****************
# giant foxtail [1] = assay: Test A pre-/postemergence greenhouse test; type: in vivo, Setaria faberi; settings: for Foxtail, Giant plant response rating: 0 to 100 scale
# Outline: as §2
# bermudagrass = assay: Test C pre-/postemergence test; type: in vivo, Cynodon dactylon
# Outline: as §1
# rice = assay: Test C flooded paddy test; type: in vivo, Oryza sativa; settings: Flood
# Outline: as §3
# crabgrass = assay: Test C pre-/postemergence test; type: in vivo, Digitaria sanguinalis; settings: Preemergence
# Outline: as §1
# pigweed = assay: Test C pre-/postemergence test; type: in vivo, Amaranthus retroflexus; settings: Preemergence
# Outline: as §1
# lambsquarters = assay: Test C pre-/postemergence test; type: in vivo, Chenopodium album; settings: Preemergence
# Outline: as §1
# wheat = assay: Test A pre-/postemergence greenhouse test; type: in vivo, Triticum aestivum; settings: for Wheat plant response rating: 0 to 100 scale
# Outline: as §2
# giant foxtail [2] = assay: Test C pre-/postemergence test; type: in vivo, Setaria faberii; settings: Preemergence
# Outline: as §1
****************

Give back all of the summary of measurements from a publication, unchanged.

# giant foxtail [1] = assay: Test A pre-/postemergence greenhouse test; type: in vivo, Setaria faberi; settings: for Foxtail, Giant plant response rating: 0 to 100 scale
# Outline: as §2
# bermudagrass = assay: Test C pre-/postemergence test; type: in vivo, Cynodon dactylon
# Outline: as §1
# rice = assay: Test C flooded paddy test; type: in vivo, Oryza sativa; settings: Flood
# Outline: as §3
# crabgrass = assay: Test C pre-/postemergence test; type: in vivo, Digitaria sanguinalis; settings: Preemergence
# Outline: as §1
# pigweed = assay: Test C pre-/postemergence test; type: in vivo, Amaranthus retroflexus; settings: Preemergence
# Outline: as §1
# lambsquarters = assay: Test C pre-/postemergence test; type: in vivo, Chenopodium album; settings: Preemergence
# Outline: as §1
# wheat = assay: Test A pre-/postemergence greenhouse test; type: in vivo, Triticum aestivum; settings: for Wheat plant response rating: 0 to 100 scale
# Outline: as §2
# giant foxtail [2] = assay: Test C pre-/postemergence test; type: in vivo, Setaria faberii; settings: Preemergence
# Outline: as §1